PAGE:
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We Will See How This Goes

by on June 18, 2014

I was placed in a very dangerous situation this morning.  I’m lucky and grateful to have come through unskathed.  The only error I think I might have committed during the incident was to not fully “take the lane”. (Later I’ve learned that would not necessarily have helped.)

Here is what happened.

I was traveling north on Highway 450 between the Naval Academy Bridge and Highway 50.

This is a 4 lane divided highway.  Looking ahead you can see the left turn lane, my destination.  (Image from Google Maps)

This is a 4 lane divided highway. Looking ahead you can see the left turn lane, my destination. (Image from Google Maps)

I crossed the highway with no traffic behind me to enter the left turn lane.  I was in the left to middle part of that turn lane, so that I was away from traffic that might come from behind in the left lane.

View of the left turn lane and the intersection to make the turn.

View of the left turn lane and the intersection to make the turn.

As I began my turn, I slowed to wait for an oncoming car to clear the intersection.

Bike enters the turn lane and intersection first, traveling where you see the word "bike".  The car passes on the right, where you see "car" both vehicles headed for the same "destination" across the roadway.

Bike enters the turn lane and intersection first, traveling where you see the word “bike”. The car passes on the right, where you see “car” both vehicles headed for the same “destination” across the roadway.

As the other car cleared the intersection, a silver Audi passed me on the right in the left turn lane, coming within a foot of my bike, and then accelerated through the intersection.  I later learned that the driver had stayed in the left travel lane and then turned into the intersection from there.  He was never in the left turn lane.

It was only because I was already turning that there was not an impact.  Please note that I was headed for the right hand side (right shoulder) of the roadway across the intersection.  Therefore the path of the bicycle and the path of the car would cross in the intersection.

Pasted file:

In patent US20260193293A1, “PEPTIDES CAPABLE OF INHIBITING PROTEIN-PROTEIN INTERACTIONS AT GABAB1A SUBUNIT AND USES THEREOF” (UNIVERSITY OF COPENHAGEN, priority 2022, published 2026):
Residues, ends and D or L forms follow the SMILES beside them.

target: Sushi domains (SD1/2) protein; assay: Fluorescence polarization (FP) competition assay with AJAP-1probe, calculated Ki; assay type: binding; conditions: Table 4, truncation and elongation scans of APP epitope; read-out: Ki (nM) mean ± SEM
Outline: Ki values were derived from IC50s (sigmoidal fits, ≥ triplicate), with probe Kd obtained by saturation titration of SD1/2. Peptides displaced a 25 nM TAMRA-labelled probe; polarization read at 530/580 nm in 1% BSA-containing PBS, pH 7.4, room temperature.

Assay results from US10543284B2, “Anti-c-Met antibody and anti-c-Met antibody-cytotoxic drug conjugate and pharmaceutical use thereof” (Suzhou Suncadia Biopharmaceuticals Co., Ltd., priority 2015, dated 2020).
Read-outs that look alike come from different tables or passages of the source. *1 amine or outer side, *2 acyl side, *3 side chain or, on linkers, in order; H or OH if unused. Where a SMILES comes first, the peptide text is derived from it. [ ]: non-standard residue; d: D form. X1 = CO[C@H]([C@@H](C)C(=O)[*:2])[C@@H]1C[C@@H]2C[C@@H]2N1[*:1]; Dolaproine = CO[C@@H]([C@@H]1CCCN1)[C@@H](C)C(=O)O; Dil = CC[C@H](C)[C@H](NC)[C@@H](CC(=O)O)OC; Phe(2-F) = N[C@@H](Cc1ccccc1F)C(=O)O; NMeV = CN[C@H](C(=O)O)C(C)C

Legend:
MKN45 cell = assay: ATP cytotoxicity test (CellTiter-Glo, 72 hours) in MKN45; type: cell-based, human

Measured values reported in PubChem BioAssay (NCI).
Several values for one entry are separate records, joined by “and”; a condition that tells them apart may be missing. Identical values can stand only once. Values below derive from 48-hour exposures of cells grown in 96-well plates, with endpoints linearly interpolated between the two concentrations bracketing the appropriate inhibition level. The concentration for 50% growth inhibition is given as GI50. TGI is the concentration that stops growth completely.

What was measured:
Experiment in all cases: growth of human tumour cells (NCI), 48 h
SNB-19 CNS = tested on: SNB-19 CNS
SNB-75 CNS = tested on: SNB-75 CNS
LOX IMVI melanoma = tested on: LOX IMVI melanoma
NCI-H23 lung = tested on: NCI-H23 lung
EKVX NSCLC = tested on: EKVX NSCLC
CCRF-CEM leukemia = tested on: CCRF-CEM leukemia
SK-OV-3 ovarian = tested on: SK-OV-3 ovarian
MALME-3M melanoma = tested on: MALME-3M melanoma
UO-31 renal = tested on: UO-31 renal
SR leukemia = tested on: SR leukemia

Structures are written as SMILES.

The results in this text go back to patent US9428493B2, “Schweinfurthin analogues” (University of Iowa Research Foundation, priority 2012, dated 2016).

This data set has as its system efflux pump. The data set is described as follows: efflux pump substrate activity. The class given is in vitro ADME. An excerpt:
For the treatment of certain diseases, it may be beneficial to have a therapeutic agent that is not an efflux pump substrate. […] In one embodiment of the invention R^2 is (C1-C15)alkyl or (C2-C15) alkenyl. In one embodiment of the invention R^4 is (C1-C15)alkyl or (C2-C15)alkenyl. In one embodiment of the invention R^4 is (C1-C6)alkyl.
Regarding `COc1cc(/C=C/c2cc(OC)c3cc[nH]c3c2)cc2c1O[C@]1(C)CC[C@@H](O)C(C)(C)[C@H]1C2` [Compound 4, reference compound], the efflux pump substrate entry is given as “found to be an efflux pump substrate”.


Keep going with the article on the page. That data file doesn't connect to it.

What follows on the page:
Three riders behind me shouted a warning that there was a car.  That was the first indication to me that another vehicle was passing me.  I thought he would follow me through the intersection.

Bryan got the license plate text.  It was a Maryland plate reading “AIRTOYS”.  The car was a silver Audi.

An internet search on the license plate revealed an image of that plate on a silver Audi and a complaint from 2008 that the vehicle had parked in a “Park & Ride” lot in Annapolis in a handicap parking space and no handicap placard was showing.

I went to the the Park & Ride and after driving through the lot a little while, discovered the car.

car

I left a note:

“I am the cyclist you nearly hit this morning as you made a very unsafe and illegal left hand turn.  Before I decide whether or not to report this incident to the police I’d like to have a discussion about how you put my life at risk by your actions.  Email me at xxxxxxx.xxx.com.  If I don’t hear from you by Thursday at 8 pm – I will report you to the police along with statements from 3 witnesses.”

The note was placed on the windshield.

Note on the windshield.

Note on the windshield.

And another, instructing him to look for the note on the windshield at the driver’s side door.

And a note in the driver's side door.

And a note in the driver’s side door.

Nothing else was done to the car, except for the leaving of the notes.

We will see how this all turns out.

If I go missing in the next day or so … you know where to start.

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From → Cycling

2 Comments
  1. Hopefully, the driver was receptive to your discussion and acknowledged their error.

    • ponderingpastor permalink

      Watch for an upcoming post about what happened. The driver responded!

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